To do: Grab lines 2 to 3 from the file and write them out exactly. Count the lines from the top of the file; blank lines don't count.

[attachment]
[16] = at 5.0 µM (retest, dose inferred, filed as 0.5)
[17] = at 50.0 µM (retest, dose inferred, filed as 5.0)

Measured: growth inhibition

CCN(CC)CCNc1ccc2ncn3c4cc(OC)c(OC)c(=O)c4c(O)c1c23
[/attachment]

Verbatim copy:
[17] = at 50.0 µM (retest, dose inferred, filed as 5.0)

Measured: growth inhibition